Science

Self-awareness (probably) isn’t unique to humans

Self-awareness (probably) isn’t unique to humans

You've likely heard it said that humans are distinguished by their self-awareness, but researchers are saying that such statements might be bull. According to recent research, humans likely aren't the only creatures on this planet to possess self-awareness, with some animals possessing at least a primitive level of awareness of self. The key is mental simulation of an environment and the need for at least a low level of self awareness to do that, and signs that some animals are capable of such environmental simulation.

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Researchers create engine powered by water evaporation

Researchers create engine powered by water evaporation

A Columbia University team of researchers have created what is said to be the first ever engine that is driven by evaporation. The engine, in this case, is small and made of plastic and able to power LED lights and similar mild tasks when exposed to a plain puddle of water. The engine is being hailed as a scientific breakthrough, and it could in the future prove to be an inexpensive and effective way to generate useable amounts of energy from commonly found bodies of water.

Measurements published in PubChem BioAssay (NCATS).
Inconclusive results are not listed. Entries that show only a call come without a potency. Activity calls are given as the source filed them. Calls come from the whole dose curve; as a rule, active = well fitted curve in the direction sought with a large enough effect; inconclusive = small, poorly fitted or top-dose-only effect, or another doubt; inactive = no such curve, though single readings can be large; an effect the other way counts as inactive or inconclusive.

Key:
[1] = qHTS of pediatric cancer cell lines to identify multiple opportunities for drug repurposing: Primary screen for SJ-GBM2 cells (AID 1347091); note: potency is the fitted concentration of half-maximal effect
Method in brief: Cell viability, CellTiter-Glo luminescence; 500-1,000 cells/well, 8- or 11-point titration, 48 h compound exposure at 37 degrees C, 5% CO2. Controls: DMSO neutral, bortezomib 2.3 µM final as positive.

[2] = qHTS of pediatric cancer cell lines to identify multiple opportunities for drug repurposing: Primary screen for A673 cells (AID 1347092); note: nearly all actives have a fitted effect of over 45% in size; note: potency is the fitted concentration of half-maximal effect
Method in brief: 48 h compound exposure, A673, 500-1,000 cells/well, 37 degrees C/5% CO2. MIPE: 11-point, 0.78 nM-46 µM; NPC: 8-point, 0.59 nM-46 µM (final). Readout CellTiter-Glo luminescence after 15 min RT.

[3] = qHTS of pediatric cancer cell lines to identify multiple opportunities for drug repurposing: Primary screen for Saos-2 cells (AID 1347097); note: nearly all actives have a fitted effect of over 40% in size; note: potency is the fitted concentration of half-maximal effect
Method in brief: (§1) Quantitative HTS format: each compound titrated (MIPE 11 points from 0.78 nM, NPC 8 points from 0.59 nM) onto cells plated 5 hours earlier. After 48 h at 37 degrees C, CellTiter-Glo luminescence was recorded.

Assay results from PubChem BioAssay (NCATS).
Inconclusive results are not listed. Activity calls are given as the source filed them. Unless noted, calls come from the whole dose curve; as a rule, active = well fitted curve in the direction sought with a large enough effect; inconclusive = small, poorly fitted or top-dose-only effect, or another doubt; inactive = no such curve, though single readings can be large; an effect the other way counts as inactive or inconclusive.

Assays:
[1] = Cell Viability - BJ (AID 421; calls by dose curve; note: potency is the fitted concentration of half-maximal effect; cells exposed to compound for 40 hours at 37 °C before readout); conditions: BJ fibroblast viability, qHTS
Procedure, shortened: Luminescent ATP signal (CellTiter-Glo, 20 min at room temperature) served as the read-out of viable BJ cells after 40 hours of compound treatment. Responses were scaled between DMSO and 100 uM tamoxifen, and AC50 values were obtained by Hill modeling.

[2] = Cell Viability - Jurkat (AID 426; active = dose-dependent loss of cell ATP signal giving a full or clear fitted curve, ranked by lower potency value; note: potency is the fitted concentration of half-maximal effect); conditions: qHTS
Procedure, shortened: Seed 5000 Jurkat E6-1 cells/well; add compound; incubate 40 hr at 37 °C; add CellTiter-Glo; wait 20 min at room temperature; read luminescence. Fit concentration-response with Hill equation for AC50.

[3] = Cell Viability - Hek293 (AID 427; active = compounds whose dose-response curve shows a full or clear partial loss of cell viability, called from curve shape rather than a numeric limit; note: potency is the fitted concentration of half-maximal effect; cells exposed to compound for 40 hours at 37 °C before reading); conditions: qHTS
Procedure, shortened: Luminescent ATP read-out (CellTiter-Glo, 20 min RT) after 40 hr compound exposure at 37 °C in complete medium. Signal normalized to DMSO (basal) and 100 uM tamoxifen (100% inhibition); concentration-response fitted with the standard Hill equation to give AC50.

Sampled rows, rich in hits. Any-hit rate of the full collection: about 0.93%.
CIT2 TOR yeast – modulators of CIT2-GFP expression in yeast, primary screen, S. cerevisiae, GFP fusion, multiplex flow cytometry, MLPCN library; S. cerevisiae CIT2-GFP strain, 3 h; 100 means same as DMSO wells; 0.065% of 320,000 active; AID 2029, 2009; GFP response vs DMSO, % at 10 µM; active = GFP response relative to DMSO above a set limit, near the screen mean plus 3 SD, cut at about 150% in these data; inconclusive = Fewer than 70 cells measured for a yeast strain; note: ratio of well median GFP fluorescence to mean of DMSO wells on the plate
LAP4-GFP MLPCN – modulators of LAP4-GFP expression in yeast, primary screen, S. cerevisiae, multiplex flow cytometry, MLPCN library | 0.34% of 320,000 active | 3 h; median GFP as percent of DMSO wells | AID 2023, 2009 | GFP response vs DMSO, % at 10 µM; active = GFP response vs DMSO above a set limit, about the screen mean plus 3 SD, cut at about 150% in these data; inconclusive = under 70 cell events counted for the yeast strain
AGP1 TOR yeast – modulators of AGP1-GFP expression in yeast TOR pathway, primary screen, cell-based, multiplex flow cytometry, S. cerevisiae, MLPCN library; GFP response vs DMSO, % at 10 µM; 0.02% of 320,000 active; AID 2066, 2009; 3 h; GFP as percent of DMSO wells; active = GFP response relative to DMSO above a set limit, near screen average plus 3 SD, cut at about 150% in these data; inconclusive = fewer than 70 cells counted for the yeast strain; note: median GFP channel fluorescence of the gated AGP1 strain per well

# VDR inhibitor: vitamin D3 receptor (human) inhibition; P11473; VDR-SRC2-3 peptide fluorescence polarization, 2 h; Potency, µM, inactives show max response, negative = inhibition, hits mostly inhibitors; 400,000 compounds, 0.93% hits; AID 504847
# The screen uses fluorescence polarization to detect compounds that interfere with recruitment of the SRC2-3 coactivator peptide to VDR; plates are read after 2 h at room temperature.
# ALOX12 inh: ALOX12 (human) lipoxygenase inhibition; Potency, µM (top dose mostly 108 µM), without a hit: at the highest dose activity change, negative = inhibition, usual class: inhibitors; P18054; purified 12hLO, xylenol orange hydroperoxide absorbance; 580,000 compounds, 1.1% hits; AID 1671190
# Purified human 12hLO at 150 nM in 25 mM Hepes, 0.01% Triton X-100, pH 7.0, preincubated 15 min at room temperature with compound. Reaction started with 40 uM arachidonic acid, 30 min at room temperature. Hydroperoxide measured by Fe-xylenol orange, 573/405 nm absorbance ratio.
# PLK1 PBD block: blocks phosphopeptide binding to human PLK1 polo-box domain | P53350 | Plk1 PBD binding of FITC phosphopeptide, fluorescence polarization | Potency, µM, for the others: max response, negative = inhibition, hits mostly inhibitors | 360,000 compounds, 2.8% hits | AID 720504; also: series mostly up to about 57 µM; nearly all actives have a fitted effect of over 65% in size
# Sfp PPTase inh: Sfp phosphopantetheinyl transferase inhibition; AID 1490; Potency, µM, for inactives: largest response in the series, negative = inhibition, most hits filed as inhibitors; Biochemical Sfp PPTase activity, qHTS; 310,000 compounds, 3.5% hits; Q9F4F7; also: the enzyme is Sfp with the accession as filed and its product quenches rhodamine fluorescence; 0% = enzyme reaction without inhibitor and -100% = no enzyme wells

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While dinosaurs didn’t rule the ancient tropics, alligators did

While dinosaurs didn’t rule the ancient tropics, alligators did

University of Utah paleontologist Randall Irmis and his colleagues have discovered some of the reasons why dinosaurs avoided the ancient tropics. It's partially because they just did not like the weather. You like what you're used to, after all. These researchers suggest that while dinosaurs did not enjoy the dry, hot landscape, other creatures roamed relatively freely. This included the armored aetosaurs and long-snouted phytosaurs you see in the image above. The latter is of the family that eventually gave rise to what we know today as alligators and crocodiles.

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Big dinos avoided the tropics due to chaotic climates

Big dinos avoided the tropics due to chaotic climates